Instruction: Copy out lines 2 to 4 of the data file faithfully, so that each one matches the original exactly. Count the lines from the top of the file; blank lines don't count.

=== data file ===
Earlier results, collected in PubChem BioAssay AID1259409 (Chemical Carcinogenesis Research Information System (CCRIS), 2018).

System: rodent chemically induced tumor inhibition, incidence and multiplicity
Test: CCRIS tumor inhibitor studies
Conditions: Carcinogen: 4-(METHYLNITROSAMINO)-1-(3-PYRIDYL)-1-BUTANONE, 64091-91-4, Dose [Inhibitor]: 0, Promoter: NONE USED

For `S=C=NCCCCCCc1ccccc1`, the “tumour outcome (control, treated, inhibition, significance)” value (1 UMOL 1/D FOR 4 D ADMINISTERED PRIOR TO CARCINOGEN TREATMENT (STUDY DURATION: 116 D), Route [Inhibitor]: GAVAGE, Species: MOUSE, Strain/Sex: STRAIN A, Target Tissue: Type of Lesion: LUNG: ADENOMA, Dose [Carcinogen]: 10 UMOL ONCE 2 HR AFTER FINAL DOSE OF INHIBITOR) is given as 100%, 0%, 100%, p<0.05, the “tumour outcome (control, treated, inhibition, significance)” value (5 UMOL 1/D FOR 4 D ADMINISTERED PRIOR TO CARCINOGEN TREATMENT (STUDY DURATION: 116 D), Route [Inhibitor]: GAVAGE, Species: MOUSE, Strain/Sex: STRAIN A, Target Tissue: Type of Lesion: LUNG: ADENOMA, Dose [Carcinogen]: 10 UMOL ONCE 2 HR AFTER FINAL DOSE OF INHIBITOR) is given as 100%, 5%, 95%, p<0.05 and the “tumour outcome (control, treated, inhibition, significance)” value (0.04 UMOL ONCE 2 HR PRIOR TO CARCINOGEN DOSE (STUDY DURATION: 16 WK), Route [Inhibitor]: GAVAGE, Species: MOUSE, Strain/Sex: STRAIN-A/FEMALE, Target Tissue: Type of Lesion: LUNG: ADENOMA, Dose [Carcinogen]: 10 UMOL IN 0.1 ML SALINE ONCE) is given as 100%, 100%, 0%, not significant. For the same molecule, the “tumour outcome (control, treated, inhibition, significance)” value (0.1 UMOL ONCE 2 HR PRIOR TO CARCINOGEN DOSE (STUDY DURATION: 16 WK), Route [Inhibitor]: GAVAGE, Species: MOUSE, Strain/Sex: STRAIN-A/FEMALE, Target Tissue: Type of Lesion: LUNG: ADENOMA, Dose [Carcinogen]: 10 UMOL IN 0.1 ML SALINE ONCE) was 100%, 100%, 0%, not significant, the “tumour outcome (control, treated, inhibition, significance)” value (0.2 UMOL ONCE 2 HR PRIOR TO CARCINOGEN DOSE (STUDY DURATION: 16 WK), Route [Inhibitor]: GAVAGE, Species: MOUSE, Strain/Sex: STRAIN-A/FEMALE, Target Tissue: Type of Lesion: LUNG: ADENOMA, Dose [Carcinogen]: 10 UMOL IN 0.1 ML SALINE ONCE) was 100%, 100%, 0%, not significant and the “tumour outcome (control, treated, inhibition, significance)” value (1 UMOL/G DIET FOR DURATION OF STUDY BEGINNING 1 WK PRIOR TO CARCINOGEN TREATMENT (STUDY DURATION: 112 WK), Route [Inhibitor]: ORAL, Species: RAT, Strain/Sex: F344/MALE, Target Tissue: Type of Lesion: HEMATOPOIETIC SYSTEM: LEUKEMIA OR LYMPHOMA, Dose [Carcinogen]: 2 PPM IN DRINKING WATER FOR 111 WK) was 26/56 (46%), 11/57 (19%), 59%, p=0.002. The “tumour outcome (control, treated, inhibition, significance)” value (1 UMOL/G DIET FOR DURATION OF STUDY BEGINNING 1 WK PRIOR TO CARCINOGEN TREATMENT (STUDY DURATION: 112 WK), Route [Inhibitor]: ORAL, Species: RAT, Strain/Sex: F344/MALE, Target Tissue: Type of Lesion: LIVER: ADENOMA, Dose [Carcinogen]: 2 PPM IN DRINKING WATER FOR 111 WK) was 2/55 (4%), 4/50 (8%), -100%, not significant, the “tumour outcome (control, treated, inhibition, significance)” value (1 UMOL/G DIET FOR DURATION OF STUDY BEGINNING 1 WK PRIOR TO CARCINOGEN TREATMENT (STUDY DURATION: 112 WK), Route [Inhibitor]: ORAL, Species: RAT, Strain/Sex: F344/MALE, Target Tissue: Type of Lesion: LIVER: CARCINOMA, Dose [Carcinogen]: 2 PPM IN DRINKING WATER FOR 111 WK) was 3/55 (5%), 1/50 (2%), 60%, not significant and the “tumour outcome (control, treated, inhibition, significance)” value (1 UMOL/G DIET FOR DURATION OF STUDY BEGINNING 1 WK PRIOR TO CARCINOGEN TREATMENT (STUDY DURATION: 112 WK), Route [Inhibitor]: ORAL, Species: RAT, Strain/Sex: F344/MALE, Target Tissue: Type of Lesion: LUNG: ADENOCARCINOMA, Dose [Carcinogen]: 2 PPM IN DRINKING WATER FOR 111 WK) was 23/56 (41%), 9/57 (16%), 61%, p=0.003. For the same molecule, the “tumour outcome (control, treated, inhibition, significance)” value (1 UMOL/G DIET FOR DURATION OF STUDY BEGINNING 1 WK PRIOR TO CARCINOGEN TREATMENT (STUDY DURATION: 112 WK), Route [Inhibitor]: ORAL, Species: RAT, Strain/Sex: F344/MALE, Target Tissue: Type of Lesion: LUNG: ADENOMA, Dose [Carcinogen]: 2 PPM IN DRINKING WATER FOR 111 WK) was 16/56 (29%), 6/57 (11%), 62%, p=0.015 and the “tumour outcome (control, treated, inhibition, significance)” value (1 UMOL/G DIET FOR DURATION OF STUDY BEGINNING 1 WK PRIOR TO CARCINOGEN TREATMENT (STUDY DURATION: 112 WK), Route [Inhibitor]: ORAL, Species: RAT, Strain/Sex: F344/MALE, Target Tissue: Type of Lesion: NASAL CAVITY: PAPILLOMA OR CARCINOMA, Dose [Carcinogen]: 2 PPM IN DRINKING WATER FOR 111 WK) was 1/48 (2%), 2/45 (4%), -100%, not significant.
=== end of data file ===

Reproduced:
System: rodent chemically induced tumor inhibition, incidence and multiplicity
Test: CCRIS tumor inhibitor studies
Conditions: Carcinogen: 4-(METHYLNITROSAMINO)-1-(3-PYRIDYL)-1-BUTANONE, 64091-91-4, Dose [Inhibitor]: 0, Promoter: NONE USED